The office of Nevada Governor Brian Sandoval has been flooded with so many calls requesting the veto of a gun control bill that the office had to set up an automated call system.
Sandoval already said he would veto the bill, but that hasn’t stopped 2,200 people from calling his office on Wednesday between 9 a.m. to 4 p.m. The office estimates that about 80 percent of the callers have requested that Sandoval veto the bill.
Though, that number might be skewed. A reporter for Review-Journal called the automated system several times, voting in favor of the bill twice and against the bill twice. There is no system to verify the identity of callers. It is entirely possible that the 2,200 votes represent a handful of extremely persistent gun rights activists.
What piece of legislation has gotten Nevada gun owners so fired up? SB221 that would require all firearm purchasers to pay $30 to conduct a background check.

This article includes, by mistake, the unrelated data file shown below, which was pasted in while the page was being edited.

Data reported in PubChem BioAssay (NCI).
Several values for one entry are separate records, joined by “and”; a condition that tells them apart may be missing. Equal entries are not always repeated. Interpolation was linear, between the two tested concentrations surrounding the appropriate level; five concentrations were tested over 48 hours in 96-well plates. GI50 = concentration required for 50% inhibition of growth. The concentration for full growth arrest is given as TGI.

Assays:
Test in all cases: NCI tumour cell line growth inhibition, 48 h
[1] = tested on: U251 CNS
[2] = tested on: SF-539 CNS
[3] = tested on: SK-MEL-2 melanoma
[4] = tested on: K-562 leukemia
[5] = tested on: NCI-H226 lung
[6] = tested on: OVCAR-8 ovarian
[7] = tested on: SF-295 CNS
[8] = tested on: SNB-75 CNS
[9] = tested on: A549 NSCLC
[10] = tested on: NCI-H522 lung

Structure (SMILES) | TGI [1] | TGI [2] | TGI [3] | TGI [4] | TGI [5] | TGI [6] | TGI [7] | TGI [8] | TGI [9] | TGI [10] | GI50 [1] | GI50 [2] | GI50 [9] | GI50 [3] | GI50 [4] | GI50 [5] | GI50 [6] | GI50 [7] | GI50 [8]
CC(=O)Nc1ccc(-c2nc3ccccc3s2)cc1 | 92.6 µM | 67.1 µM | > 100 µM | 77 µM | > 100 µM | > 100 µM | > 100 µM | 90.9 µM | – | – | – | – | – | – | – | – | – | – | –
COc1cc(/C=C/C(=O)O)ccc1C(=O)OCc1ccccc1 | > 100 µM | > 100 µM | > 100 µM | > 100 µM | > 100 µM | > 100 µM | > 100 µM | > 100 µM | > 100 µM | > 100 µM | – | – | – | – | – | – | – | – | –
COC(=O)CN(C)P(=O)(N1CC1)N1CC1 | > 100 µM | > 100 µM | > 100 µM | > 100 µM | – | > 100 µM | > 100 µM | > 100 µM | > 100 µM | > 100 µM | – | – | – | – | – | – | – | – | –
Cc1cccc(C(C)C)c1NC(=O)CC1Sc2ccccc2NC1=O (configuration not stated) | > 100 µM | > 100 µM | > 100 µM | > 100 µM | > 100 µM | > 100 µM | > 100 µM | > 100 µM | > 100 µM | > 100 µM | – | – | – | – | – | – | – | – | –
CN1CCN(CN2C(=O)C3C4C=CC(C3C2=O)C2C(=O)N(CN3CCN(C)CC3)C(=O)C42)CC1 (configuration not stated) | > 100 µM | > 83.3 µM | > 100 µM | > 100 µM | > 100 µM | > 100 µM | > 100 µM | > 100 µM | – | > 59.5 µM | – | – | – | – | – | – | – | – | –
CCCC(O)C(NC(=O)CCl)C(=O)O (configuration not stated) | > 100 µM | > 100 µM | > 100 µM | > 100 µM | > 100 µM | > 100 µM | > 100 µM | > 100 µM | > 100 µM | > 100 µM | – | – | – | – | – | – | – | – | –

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Gun rights advocates argue that requiring background checks would slow down gun purchases for law-abiding citizens while doing nothing to stop criminals from getting their hands on firearms.
Of course, that hasn’t stopped legislators from passing other laws. Thieves ignore laws about theft and murderers ignore laws about murder, but both actions are still criminal.
Sandoval has 10 days to veto the bill after the legislative session ends, and it is very likely that he will sit on his hands until then. If Sandoval vetoes the bill after the legislative session ends, the Legislature won’t be able to overturn his veto until 2015.
Universal background checks are not anything new. Seven other states, such as Colorado and Connecticut, have already passed laws enforcing background checks on all gun purchases.
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It appears that for now, at least, Nevada will not be joining them.
Source: Review Journal